Two members of the first family of Brazilian jiu jitsu, Ryron Gracie and Rener Graice, have produced this excellent instructional video showing the jiu jitsu techniques that Antonio "Bigfoot" Silva
used to dominate Fedor Emelianenko
on the ground during the second round of Saturday night's fight.
The whole thing is worth watching, but it's especially interesting to hear the Gracie brothers comment on a technique that seems like something out of a street brawl but was in reality an intelligent, tactical mixed martial arts maneuver employed by Silva: Grabbing Fedor by the throat.
From the video: "Throughout his periods of mount control, Bigfoot would grab the throat, which is very wise, put the pressure on the throat, so it had to be somewhat respected, and then he would punch, hammer, punch. That's very tricky. Fedor had to deal with the choke and he had to block the punches. It wasn't an easy place to be."
It can't be overstated how important the throat grab was to Silva's victory. He first employed it about 40 seconds into the second round, when he used his left hand to grab Fedor by the throat and threw two hard punches with his right hand. Fedor escaped that one, but when Silva got full mount at about the 3:30 mark, he immediately grabbed Fedor's throat with his left hand again and smacked Fedor around with his right hand. For most of the rest of the round, that was Silva's primary method of controlling Fedor: Grabbing his throat with one hand and punching him with the other.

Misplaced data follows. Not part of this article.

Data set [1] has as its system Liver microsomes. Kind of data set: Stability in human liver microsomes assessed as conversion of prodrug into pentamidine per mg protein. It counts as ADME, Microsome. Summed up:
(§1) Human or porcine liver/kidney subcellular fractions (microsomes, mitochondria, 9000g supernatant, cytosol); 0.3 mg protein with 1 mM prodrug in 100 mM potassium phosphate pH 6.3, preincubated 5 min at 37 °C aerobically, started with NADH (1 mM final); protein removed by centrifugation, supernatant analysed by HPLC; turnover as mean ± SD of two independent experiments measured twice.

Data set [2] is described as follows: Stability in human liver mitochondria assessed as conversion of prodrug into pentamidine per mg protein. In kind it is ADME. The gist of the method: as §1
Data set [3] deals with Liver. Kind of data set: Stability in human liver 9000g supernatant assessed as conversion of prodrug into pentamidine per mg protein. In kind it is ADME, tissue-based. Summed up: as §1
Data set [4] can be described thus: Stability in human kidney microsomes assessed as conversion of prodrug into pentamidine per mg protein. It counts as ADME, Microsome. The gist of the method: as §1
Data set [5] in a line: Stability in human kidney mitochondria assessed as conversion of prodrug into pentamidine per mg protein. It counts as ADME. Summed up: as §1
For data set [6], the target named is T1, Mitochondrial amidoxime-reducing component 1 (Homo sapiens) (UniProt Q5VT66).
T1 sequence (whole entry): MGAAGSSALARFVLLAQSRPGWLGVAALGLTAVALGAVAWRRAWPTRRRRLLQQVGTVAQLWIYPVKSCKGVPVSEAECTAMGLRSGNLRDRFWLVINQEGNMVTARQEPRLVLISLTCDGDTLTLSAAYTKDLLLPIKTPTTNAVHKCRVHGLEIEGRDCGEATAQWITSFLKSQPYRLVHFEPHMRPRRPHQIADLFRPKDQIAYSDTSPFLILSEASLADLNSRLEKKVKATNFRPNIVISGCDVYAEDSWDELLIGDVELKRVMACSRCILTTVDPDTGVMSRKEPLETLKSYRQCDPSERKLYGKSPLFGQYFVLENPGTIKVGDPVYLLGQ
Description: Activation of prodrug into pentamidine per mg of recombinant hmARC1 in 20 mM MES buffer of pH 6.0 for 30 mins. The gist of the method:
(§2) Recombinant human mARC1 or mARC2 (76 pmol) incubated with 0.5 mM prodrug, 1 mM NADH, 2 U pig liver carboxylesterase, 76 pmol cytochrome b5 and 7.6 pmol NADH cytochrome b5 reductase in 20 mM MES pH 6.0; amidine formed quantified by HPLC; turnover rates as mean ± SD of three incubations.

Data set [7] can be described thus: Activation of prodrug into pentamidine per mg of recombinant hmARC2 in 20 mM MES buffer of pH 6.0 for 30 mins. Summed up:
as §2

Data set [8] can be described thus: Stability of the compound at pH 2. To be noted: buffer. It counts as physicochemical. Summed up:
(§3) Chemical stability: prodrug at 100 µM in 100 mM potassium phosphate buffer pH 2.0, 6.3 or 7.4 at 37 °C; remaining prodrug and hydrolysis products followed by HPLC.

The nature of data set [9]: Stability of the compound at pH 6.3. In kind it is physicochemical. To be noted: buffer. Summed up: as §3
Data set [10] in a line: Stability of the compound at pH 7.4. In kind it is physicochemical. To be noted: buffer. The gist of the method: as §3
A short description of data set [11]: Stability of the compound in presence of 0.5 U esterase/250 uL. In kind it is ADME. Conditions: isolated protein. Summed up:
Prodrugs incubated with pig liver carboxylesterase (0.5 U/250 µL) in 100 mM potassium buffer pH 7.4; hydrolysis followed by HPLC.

Although the MMA rules of the New Jersey State Athletic Commission
prohibit "throat strikes of any kind," holding your opponent by his throat is completely legitimate. There have been some proposals in MMA to ban grabbing the trachea, but under the current rules, what Silva was doing is perfectly legal.
The technique is sometimes called a strangle choke, and some people use the appalling term "rape choke" to describe it. Whatever you call it, it's a great technique for imposing your will on your opponent from the top position on the ground. Silva employed the same technique in his last fight, a second-round TKO win over Mike Kyle, and other fighters who have used it include Tom Erikson, (who choked out Matt Skelton in Pride), Wanderlei Silva (who did it to Keith Jardine) and Rampage Jackson (who did it to Chuck Liddell).
It's also worth noting that one of Silva's advantages as a fighter is that he has enormous hands. I've met a lot of MMA fighters and NFL players, and the only handshake in my life that has ever made me gasp at the size of the other person's hand was when I met Silva. With such huge hands, it's easy to wring your opponent's neck.